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The best cameras for beginners in 2020

Best cameras for beginners: image by Warren Wong on Unsplash
(Image credit: Warren Wong)

The best cameras for beginners are ideal for creatives who want to introduce photography into their skillset but aren't too sure where to start. Whether you're looking to add photography to your professional toolbox, or just want to start snapping photos for fun, it's best to pick up a camera for beginners rather than relying on your smartphone.

Why's this? Well, while smartphones these days definitely take pretty excellent photos, there are certain advantages that only dedicated cameras have. Even cheaper cameras will have larger sensors than smartphones, meaning they're better in low light, and will generally also have the capacity to offer an optical zoom lens. This means you can get closer to your subject without compromising on image quality. Then there's also speedy burst shooting, better dynamic range for tricky light situations, and higher resolution for making physical prints. Cameras still do a lot that even the best smartphones can't!

So the question is: which camera do you pick? It depends on what you want to do: will you be shooting outdoors, and thus need weather-sealing? Do you want something small and portable or is size a non-issue for you? Are you likely to be shooting video as well as stills? The answers to all these questions will affect which camera is best for you.

That's why we've put together this guide to the best cameras for beginners. All of the picks in this guide are suited to photography novices, while still offering the capacity to grow with you as you improve. 

If you've already got some photography skills, check our our roundup of what we consider the best cameras for all levels to be. And while you're getting kitted out, why not explore our guides to the best memory cards and the best camera bags.

What's the best type of camera for beginners?

First, let's look at the different types of camera available for beginners. If your priorities are simplicity and portability, there’s a lot to be said for a small point-and-shoot camera that you can slip into your daily bag or even a spare pocket. These cameras will have a lens fixed on the front, so while you won't be able to use any focal length that isn't specified on the box, most models will offer a respectable zoom range to work with. There will generally also be a built-in flash, and possibly a viewfinder that helps you compose your shots.

A more versatile option is a 'system' camera, which consists of a separate body and interchangeable lenses. Once you're equipped with two or three lenses, you can shoot anything from portraiture and still life, to action sports and wildlife, or sweeping landscapes and architecture, getting great results every time. 

They start small, with mirrorless or compact system cameras. These tend to be portable and offer faster shooting speeds than their larger siblings, DSLRs. However, don't count DSLRs out, as they are able to offer an optical viewfinder that gives you an unadulterated 'through-the-lens' view of what you're shooting. They also tend to be better weather-sealed and equipped with chunkier handgrips for a secure hold.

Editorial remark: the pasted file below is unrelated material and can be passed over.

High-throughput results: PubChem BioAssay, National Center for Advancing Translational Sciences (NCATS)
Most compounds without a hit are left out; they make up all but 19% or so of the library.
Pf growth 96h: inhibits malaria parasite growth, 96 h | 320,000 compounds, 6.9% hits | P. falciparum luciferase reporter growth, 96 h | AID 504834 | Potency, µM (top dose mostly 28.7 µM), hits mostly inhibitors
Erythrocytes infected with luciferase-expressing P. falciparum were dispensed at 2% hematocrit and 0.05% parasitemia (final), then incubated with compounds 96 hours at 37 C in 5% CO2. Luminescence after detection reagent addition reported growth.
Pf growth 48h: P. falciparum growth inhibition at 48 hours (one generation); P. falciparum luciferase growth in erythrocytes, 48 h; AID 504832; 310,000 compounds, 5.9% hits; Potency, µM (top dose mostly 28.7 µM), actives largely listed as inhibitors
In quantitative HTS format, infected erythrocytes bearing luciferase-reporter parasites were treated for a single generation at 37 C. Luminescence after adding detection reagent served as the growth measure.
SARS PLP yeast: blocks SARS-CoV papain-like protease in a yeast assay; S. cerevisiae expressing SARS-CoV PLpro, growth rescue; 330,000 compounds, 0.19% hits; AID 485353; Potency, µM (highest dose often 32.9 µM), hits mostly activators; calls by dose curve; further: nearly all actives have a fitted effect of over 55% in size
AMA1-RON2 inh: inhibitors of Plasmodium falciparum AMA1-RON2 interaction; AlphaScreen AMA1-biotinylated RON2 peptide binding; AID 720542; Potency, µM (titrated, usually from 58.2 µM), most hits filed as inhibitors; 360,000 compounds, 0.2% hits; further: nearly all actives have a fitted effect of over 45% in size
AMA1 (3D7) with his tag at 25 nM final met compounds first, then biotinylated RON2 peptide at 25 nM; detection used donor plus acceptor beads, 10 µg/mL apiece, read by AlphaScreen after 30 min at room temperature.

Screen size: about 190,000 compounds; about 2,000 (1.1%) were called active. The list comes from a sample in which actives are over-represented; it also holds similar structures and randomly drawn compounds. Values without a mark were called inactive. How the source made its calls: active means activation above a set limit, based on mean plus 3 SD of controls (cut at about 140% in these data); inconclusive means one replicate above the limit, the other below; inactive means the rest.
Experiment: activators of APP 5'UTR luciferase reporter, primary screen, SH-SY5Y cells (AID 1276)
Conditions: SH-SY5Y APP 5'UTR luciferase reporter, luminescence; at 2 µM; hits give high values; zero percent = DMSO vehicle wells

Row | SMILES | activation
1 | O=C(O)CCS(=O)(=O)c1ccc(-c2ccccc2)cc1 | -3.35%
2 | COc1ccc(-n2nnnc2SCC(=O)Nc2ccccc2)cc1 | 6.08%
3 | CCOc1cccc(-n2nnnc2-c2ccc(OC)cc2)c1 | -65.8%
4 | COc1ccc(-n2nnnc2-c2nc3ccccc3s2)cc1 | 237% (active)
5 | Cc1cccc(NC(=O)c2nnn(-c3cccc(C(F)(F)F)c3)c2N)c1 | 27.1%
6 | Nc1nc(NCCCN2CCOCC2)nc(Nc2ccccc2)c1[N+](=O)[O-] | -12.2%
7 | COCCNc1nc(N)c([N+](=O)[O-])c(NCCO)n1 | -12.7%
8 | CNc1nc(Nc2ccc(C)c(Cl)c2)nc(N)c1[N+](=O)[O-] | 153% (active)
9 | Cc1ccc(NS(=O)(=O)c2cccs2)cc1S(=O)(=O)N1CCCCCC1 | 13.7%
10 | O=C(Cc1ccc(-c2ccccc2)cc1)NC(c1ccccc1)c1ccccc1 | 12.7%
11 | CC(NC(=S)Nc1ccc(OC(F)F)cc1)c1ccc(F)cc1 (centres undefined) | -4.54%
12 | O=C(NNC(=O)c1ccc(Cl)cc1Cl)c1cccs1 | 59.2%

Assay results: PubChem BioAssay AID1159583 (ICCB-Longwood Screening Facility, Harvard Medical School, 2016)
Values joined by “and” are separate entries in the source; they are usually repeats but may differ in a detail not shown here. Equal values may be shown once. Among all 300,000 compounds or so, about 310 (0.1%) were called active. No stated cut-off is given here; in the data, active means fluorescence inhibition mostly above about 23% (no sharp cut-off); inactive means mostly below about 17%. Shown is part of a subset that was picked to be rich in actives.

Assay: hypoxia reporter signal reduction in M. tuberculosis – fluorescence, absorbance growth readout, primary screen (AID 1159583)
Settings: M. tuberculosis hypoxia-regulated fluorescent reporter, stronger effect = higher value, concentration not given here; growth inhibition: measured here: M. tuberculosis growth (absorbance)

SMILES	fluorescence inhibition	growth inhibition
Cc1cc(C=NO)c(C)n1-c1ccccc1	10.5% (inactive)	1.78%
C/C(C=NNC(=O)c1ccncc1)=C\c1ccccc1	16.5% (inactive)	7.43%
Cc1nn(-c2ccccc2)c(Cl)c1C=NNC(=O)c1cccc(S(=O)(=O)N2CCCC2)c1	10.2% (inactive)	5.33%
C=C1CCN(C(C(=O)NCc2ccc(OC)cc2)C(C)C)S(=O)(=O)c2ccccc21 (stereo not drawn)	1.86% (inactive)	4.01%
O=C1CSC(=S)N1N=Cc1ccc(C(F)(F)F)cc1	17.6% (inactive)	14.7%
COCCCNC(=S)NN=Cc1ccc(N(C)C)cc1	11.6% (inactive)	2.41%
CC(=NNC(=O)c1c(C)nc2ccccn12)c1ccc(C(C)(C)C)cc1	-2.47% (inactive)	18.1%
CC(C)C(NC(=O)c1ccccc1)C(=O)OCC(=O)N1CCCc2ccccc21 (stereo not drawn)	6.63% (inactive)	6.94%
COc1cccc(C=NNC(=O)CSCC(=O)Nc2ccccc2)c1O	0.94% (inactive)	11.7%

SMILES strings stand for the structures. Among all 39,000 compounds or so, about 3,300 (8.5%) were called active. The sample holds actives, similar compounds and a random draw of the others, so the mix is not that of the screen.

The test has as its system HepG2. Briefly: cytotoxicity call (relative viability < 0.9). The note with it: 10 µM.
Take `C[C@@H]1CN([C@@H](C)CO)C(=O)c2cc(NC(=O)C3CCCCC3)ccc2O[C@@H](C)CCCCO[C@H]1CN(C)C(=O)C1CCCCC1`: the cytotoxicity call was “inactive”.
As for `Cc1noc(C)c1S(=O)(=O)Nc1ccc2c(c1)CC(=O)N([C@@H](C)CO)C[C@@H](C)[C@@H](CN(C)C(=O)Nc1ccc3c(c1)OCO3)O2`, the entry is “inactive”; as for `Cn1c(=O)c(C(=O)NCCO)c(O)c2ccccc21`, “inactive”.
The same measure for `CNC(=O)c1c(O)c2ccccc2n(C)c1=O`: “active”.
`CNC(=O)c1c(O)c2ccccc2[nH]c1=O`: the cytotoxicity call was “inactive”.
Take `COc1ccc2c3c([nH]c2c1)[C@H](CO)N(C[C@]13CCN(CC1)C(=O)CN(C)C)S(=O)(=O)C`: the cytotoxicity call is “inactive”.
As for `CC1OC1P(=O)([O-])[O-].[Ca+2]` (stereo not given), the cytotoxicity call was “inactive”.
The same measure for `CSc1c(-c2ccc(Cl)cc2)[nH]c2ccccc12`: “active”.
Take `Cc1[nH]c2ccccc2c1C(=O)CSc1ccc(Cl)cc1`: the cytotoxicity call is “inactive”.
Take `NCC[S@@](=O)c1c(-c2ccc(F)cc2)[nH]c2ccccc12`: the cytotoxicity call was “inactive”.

Also worth considering are instant print cameras! Analogue is back in a big way, and there's something to be said for a camera that doesn't necessitate messing about with memory cards and hard drives, and just spits out an instant physical print. If your creative work is more tactile/physical (perhaps incorporating collage) then this is definitely a viable option. 

Finally, there are also 'tough' cameras, which have smaller sensors than mainstream compacts, but are heavily waterproofed and can survive rough conditions.

Our pick of the best beginners' cameras includes all of the above, so you should be able to find the right model for you. Let's get started.

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01. Nikon D3500

The best all-round camera for beginners

Type: DSLR | Sensor: APS-C | Megapixels: 24.2MP | Screen: 3.0-inch, 921k, fixed | Viewfinder: Pentamirror | Lens (effective): 27-82.5mm | Continuous shooting speed: 5fps | Max video resolution: 1080p

Keeps everything simple
Built-in photography tutor
Good all-round performance
Quite pricey for a basic DSLR
Lacks custom settings

It’s particularly easy to get up and running with the Nikon D3500. As well as an ‘intelligent’ fully automatic mode, there are wide-ranging scene modes and effects to choose from. More uniquely, there’s a Guide shooting mode, which serves as a kind of interactive photography course. There’s no shortage of quality either, with a high-performance 24.2MP image sensor and processor, a generous ISO (sensitivity) range, speedy 5fps maximum burst rate and a high-resolution LCD screen. 

However, it’s not a touch-sensitive screen and lacks a tilt or pivot facility. Another drawback is that autofocus is relatively slow in live view and movie capture modes but, overall, the D3500 is currently the most appealing beginners’ camera on the market.

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02. Canon EOS 250D

All the DSLR advantages for stills, plus 4K video

Type: DSLR | Sensor: APS-C | Megapixels: 24.1MP | Screen: 3.0-inch, 1,040k, pivot, touch | Viewfinder: Pentamirror | Lens (effective): 28.8-88mm | Continuous shooting speed: 5fps | Max video resolution: 4K

Compact and lightweight for a DSLR
Great for movies as well as stills
Pricier than most beginners' DSLRs
Fairly basic main autofocus system

The Canon EOS 250D is the first entry-level DSLR to feature 4K movie capture, and it replaces the popular EOS 200D in Canon’s lineup. Indeed, the Dual Pixel CMOS autofocus system for live view and movie modes, inherited from its predecessor, makes the camera particularly good for tracking action when shooting video. The virtually silent autofocus performance of the 18-55mm kit lens is a further bonus.